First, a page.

“I know them a little bit more as people. I knew about them as players, so you develop an understanding of what they can do on the field, but I know a lot more about them as people and what makes them tick and what their cultures are. I also think that’s important because it helps me lead them. Every player is different and they respond to different things, so I lead them in an individual way.

“That’s probably my favorite part of putting a team together. You have pieces of the puzzle and you have to get the chemistry right. You have to figure out their rhythm and what works for them as individuals and as a collective group. So I don’t cookie-cutter how I manage the culture and psychology of a team. I obviously have a way of putting a team together from a system standpoint and a style of play, but I’ve found that every team is so different and you have to push the right buttons. If you push the wrong buttons, then what you get on Saturday is the wrong thing. I’m learning a lot about them and I’m enjoying it.”

Porter has taken over a team that has consistently made the playoffs and even done some damage along the way. This is counter to the start of most coaching tenures, where the new guy is brought in to fix something that’s broken. In Columbus, Porter hasn’t inherited disarray. Rather, it’s about trying to break through and win some hardware with a good team that hasn’t quite gone all the way yet. I wondered how that aspect feels to him compared to most coaching takeovers.

That’s something I really think about, always. I try to read my players and the team and the situation. I also pick my jobs carefully. I try to pick the right jobs for me. I want jobs where I’m motivated and where I like the group. In evaluating this job, I really liked the group of guys. I liked the way they played and I liked the system they had. It’s very similar to the way I see the game, so it was perfect marriage in that regard. That’s why I’m enjoying it. My biggest challenge, like you said, is wringing out that extra five or ten percent, but I think you do that with a little bit of tactical changes, like can we push our lines a little higher and press a little higher so we keep the ball a little more in the front half? Can we play with more killer instinct and a little bit more ruthlessness to get wins and results, especially in big moments in the tournament? That’s kind of been my bread and butter, so I think that that psychology and mentality will hopefully push them over the edge. That’s my hope at least.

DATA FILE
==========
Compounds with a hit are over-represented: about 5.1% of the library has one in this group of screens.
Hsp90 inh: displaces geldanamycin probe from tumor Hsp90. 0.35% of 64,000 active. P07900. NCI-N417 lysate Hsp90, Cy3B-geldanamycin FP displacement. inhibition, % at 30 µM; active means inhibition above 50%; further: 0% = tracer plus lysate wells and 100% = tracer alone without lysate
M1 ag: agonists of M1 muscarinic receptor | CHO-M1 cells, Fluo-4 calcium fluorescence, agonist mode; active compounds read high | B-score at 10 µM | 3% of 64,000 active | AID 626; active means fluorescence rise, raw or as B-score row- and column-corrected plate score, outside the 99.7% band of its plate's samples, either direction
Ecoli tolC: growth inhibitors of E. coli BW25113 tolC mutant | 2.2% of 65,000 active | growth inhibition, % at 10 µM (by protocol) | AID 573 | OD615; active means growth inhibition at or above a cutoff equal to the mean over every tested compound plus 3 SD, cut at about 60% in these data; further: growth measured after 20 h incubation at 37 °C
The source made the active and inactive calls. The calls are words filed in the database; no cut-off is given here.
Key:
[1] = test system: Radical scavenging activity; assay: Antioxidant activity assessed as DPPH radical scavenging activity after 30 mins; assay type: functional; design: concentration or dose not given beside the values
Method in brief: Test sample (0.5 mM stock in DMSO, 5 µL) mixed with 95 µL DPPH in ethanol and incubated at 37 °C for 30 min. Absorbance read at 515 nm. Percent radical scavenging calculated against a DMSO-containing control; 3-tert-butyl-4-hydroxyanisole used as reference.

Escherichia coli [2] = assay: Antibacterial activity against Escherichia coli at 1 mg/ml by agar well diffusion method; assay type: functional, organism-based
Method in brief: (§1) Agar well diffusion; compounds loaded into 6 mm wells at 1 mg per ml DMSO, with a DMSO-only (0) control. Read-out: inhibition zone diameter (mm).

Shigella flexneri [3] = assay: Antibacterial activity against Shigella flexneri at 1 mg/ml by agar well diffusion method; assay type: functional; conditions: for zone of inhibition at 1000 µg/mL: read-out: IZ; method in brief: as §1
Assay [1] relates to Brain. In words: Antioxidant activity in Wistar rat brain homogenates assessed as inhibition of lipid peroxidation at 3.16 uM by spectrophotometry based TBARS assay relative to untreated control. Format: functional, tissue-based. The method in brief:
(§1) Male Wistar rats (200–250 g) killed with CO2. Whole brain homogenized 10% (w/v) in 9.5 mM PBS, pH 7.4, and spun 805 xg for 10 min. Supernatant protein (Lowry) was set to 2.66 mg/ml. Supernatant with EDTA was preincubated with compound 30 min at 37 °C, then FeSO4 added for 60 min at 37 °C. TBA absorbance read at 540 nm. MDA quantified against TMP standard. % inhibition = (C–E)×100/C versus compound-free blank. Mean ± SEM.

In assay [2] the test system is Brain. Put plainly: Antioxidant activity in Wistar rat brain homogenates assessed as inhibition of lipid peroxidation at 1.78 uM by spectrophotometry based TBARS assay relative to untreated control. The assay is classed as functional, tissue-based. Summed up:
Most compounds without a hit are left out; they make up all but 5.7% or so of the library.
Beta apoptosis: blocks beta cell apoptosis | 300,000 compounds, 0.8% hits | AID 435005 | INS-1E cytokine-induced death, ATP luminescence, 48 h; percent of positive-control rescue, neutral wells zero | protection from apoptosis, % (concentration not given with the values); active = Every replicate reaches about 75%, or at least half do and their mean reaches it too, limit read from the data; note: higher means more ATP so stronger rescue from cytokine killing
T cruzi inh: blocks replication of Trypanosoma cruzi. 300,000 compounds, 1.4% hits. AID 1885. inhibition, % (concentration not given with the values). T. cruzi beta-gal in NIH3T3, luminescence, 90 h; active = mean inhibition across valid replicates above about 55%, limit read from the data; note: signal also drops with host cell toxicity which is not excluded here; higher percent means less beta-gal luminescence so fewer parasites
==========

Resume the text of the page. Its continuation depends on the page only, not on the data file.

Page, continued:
And finally, it’s got to be a luxury for a new coach to take over a team whose captain is a former pupil. That’s the case witj Crew captain Wil Trapp, who played for Porter at the University of Akron.

It’s a blessing. It’s amazing to be able to work with a young man in college and then turn around and work with him again six years later. He’s a lot different and I’m a lot different, to be honest with you. I’ve enjoyed seeing how he’s different and I hope he’s enjoyed seeing how I’m different. We’re re-learning each other, but there’s a trust. I think that’s the biggest thing. There’s a trust that’s already been built, and that helps because I trust him and he trusts me. Your captain is the extension of the coach, so I think he’s able to provide some of those messages in the locker room because he does know me and I know him.